Cord Blood Bank Wins Record Damages From Magazine
2015-02 Newsletter | Parent’s Guide to Cord Blood Foundation | Parent’s Guide to Cord Blood | Brookeville MD 20833 | USA
This legal case will please every family cord blood bank that has ever been attacked in the media: Moscow’s Arbitration Court has given the largest damages award in the history of Russian media to Human Stem Cells Institute (HSCI) for a dispute over how family cord blood banking was portrayed in a magazine. The damages amount in rubles is equivalent to nearly USD 1 million.
The case began with an article titled “Money Made on Children’s Blood” that was published in the magazine “Russky Reportyor” (Russian Reporter) on 24 January of 2013. The article alleged that Gemabank, the largest family cord blood bank in Russia, had disseminated false information about the healing powers of umbilical cord blood. The article also attacked Gemabank for aggressively promoting their services in maternity wards, a practice that is a standard marketing tactic of family cord blood banks worldwide.
At first HSCI, an open joint-stock company that owns Gemabank, simply asked Russky Reportyor to remove the article from its website, but their request was refused.
Russky Reportyor prides itself on controversial news coverage. The magazine was launched in 2007, and since 2010 they have had the right to publish classified information taken from the WikiLeaks website. So their refusal to remove an article about a Russian cord blood bank is not surprising.
But Russky Reporter did not bargain on the tenacity of Arthur Isaev, MD MBA, founder of HSCI. Dr. Isaev leads a network of companies that are dedicated to researching stem cell technologies and bringing them to market as pharmaceutical products, both in his home nation of Russia and internationally.
HSCI, working with the Polyakov Law Office, sued the magazine on 25 June 2013 for damages resulting from their negative press coverage. HSCI claimed they had suffered both reputational and financial losses as a result of the article, and sought damages of 75.9 million rubles (at that time worth USD 1.6 million) from CJSC Expert Media Holding, which owns Russky Reportyor.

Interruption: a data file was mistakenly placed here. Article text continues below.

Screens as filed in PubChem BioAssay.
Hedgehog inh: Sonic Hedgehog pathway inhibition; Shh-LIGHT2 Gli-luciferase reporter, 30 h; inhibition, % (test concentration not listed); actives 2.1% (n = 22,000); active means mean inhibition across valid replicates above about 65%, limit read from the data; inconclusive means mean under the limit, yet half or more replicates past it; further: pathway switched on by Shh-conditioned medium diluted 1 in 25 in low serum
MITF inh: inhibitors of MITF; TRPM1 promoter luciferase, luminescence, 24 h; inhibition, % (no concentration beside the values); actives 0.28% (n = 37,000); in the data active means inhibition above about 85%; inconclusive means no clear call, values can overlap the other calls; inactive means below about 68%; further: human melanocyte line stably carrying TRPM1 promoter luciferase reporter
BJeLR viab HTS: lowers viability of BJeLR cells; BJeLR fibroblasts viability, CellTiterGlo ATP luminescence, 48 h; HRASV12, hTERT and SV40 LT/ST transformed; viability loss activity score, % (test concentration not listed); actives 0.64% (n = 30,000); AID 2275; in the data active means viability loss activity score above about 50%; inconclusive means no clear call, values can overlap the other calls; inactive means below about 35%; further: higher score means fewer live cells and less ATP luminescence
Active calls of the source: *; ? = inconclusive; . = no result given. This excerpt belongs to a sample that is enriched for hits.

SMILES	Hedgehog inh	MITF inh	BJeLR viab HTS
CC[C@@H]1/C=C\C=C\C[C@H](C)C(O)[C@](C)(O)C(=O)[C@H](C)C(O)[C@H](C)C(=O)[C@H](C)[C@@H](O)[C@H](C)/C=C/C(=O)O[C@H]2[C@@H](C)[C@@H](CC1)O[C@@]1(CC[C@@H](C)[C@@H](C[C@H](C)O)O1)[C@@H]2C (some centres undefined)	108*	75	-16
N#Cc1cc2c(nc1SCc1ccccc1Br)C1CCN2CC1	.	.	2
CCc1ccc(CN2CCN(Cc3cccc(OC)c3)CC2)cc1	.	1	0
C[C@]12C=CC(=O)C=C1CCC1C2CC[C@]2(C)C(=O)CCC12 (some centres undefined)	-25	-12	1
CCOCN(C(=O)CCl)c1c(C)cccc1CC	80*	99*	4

The ruling in this case hinged on whether the family cord blood bank had made accurate claims about the diseases treated with cord blood and the odds of use for those diseases. This case illustrates the importance and value of disseminating accurate public education. Moscow’s Arbitration Court issued a record ruling in favor of the plaintiff on 28 Oct. 2014.
In addition to the financial damages, the ruling also requires Expert Media Holdings to delete the original article from the web pages of Russky Reportyor and to publish the response of HSCI. A statement issued by HSCI read: “We feel that the court’s decision is very important not only for Gemabank and for the development of the use of cord blood cells in medical practice, but also for journalism and business in general. Journalists will become more aware of their responsibility, and the power and the price of their words.”
To this day, Expert Media Holding has not fulfilled the requirements of the court order.
In a press release, Dr. Isaev declared:
“Despite winning in all courts during the case, we are ready to settle with Russian Reporter and the defendants and reach an amicable agreement, even at this stage. If this isn’t possible, then we will donate all 44.4 million rubles given to us for compensation of damages and reputational harm to charities for the treatment of children with leukemia and inherited diseases. It is precisely for these patients and for creating treatments for similar diseases that Gemabank and the entire team of the Human Stem Cell Institute work.”